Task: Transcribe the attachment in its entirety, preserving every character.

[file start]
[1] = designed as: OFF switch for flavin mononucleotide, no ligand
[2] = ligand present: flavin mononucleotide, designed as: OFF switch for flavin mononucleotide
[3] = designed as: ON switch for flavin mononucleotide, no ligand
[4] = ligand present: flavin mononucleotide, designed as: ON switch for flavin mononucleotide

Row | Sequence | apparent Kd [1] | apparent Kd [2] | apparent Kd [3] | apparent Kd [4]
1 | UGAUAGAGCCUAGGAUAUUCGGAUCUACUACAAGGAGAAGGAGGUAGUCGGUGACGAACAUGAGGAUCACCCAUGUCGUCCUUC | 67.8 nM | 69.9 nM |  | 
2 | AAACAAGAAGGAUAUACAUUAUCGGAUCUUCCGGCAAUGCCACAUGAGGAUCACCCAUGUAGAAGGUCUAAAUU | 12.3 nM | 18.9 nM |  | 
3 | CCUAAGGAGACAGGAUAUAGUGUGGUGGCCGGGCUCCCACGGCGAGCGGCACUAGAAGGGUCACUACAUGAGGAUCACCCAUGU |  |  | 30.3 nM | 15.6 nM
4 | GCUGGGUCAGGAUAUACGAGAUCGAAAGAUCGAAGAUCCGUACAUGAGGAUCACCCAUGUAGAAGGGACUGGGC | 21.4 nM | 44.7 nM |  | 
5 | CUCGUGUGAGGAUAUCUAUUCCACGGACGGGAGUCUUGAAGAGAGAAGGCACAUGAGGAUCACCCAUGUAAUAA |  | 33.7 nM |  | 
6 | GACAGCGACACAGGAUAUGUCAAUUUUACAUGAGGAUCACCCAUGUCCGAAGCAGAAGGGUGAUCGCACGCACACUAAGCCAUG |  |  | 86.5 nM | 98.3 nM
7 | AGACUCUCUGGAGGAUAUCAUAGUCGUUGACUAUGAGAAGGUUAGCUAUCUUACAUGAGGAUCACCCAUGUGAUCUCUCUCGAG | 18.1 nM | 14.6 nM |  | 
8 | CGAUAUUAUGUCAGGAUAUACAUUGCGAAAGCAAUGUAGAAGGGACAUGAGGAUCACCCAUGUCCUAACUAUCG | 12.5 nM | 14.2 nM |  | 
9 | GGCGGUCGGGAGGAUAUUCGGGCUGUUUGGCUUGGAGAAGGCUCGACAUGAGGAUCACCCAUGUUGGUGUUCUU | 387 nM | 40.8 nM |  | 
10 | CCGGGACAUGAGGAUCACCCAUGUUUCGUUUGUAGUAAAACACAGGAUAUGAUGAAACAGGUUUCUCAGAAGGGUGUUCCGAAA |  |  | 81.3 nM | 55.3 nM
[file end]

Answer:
[1] = designed as: OFF switch for flavin mononucleotide, no ligand
[2] = ligand present: flavin mononucleotide, designed as: OFF switch for flavin mononucleotide
[3] = designed as: ON switch for flavin mononucleotide, no ligand
[4] = ligand present: flavin mononucleotide, designed as: ON switch for flavin mononucleotide

Row | Sequence | apparent Kd [1] | apparent Kd [2] | apparent Kd [3] | apparent Kd [4]
1 | UGAUAGAGCCUAGGAUAUUCGGAUCUACUACAAGGAGAAGGAGGUAGUCGGUGACGAACAUGAGGAUCACCCAUGUCGUCCUUC | 67.8 nM | 69.9 nM |  | 
2 | AAACAAGAAGGAUAUACAUUAUCGGAUCUUCCGGCAAUGCCACAUGAGGAUCACCCAUGUAGAAGGUCUAAAUU | 12.3 nM | 18.9 nM |  | 
3 | CCUAAGGAGACAGGAUAUAGUGUGGUGGCCGGGCUCCCACGGCGAGCGGCACUAGAAGGGUCACUACAUGAGGAUCACCCAUGU |  |  | 30.3 nM | 15.6 nM
4 | GCUGGGUCAGGAUAUACGAGAUCGAAAGAUCGAAGAUCCGUACAUGAGGAUCACCCAUGUAGAAGGGACUGGGC | 21.4 nM | 44.7 nM |  | 
5 | CUCGUGUGAGGAUAUCUAUUCCACGGACGGGAGUCUUGAAGAGAGAAGGCACAUGAGGAUCACCCAUGUAAUAA |  | 33.7 nM |  | 
6 | GACAGCGACACAGGAUAUGUCAAUUUUACAUGAGGAUCACCCAUGUCCGAAGCAGAAGGGUGAUCGCACGCACACUAAGCCAUG |  |  | 86.5 nM | 98.3 nM
7 | AGACUCUCUGGAGGAUAUCAUAGUCGUUGACUAUGAGAAGGUUAGCUAUCUUACAUGAGGAUCACCCAUGUGAUCUCUCUCGAG | 18.1 nM | 14.6 nM |  | 
8 | CGAUAUUAUGUCAGGAUAUACAUUGCGAAAGCAAUGUAGAAGGGACAUGAGGAUCACCCAUGUCCUAACUAUCG | 12.5 nM | 14.2 nM |  | 
9 | GGCGGUCGGGAGGAUAUUCGGGCUGUUUGGCUUGGAGAAGGCUCGACAUGAGGAUCACCCAUGUUGGUGUUCUU | 387 nM | 40.8 nM |  | 
10 | CCGGGACAUGAGGAUCACCCAUGUUUCGUUUGUAGUAAAACACAGGAUAUGAUGAAACAGGUUUCUCAGAAGGGUGUUCCGAAA |  |  | 81.3 nM | 55.3 nM